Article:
On some of kids’ darkest days, the Mandan Police Department is working with public schools in their town to shed some light on how teachers can be a comfort to kids out of the classroom, and in it.
“Trauma doesn’t go away the next day,” Doreen Oakland, Mandan Middle School counselor says.
When students step into school, they don’t leave their troubles at the door.
“It just helps us understand that we have to find different ways, relationship building, all the time number one, number one, and I do think it lasts,” Oakland says.
Here at Mandan middle teachers and staff are getting some outside help to identify those students who need a little extra care.
“They see these kids way more than we do, a lot of times police only see kids at the bad times,” Lt. Pat Haug, Mandan Police Department says.
So, the Mandan Police Department, along with Mandan Public Schools, are partnering up through the Handle with Care program.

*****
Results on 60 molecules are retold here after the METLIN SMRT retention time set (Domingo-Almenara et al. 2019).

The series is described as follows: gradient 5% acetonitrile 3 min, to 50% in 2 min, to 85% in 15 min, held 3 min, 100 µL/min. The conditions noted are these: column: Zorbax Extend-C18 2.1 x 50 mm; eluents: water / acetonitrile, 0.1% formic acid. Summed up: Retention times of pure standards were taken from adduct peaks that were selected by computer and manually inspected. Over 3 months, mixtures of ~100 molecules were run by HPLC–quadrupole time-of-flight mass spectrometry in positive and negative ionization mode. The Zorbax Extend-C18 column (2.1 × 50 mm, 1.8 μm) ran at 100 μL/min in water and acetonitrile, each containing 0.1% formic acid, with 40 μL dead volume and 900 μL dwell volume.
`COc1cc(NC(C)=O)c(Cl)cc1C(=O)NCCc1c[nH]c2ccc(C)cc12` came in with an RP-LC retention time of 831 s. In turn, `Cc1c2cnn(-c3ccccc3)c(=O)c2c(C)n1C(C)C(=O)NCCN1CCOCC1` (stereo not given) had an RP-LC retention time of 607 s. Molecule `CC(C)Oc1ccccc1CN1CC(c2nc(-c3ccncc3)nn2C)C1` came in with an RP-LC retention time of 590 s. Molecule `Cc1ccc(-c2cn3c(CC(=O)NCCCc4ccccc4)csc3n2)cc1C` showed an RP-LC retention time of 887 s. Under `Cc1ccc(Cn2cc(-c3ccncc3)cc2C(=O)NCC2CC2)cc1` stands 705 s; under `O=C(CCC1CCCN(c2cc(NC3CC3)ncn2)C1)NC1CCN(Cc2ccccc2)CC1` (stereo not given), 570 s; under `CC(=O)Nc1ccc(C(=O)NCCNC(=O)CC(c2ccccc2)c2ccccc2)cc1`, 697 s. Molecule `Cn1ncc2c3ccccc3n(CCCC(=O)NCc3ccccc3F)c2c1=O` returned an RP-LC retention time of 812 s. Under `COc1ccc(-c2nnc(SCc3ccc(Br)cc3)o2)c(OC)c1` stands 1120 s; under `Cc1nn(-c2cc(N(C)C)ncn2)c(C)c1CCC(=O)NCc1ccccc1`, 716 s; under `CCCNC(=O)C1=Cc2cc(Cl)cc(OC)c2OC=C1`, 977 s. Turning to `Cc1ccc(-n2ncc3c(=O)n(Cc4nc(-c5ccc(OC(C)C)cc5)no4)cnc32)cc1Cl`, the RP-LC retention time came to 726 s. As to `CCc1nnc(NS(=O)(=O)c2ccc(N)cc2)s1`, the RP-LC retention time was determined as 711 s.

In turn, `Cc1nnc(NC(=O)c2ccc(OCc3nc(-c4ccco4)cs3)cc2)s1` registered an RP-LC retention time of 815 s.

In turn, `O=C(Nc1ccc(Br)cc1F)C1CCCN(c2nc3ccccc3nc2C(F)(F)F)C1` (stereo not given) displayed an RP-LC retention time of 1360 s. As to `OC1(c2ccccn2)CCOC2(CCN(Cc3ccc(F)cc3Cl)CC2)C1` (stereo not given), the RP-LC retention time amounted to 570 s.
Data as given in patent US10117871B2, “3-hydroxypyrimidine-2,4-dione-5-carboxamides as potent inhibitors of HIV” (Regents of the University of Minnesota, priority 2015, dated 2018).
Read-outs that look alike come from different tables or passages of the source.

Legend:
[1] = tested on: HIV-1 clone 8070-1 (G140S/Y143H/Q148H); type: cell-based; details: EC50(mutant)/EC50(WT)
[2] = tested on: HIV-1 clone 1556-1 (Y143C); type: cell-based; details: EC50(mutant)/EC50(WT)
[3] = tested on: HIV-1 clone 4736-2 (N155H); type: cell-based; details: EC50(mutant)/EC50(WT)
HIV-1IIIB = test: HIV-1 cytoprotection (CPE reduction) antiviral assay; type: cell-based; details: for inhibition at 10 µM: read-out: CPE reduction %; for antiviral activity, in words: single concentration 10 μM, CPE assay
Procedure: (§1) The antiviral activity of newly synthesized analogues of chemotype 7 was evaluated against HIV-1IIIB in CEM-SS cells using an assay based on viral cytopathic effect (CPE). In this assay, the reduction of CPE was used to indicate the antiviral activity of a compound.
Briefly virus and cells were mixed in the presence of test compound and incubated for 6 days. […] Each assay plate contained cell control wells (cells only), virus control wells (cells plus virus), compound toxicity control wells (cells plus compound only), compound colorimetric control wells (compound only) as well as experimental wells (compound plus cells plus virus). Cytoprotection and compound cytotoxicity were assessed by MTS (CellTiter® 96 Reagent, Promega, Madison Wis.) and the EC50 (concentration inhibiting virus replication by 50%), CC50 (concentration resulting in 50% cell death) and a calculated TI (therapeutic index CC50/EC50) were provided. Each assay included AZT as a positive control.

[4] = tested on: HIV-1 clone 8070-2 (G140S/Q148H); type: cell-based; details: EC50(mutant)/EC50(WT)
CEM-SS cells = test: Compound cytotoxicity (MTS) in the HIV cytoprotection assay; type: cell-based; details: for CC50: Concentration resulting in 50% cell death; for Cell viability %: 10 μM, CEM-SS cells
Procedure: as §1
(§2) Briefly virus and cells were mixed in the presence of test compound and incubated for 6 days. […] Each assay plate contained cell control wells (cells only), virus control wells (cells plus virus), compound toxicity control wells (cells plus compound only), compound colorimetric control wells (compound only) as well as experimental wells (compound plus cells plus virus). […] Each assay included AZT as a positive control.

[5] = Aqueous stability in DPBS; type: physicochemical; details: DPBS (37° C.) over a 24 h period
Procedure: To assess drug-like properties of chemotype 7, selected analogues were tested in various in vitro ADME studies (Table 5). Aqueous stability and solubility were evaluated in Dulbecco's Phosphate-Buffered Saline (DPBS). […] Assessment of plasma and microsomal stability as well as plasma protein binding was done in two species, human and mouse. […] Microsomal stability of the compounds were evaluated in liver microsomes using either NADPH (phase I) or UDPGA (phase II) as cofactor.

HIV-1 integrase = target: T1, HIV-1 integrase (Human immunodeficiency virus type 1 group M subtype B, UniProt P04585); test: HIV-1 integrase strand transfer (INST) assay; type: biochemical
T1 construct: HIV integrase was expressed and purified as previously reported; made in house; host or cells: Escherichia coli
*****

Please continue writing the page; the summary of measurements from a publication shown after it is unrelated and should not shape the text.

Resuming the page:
“This gives us an opportunity to get to the kids before anything bad happens,” Lt. Haug says.
Now when Mandan officers answer a call, and a school aged child is there, they pass along a note to Mandan schools.
“Keep an eye on this child and if you see some kind of behavioral issues of some sort, or other, that maybe they should speak with that child or work with that child,” Haug says.
A partnership, that is giving teachers the tools and information they need to help the students who need them most.
“We’re going to help this kid survive because right now that’s what he needs to do is survive and then we’ll try to help him thrive,” Oakland says.
Working together to deliver care and compassion in and outside the classroom one note at a time.
Since the pilot program began in 2017, Lt. Haug says the Mandan Police Department has sent out 20 handle with care notices to Mandan Public Schools.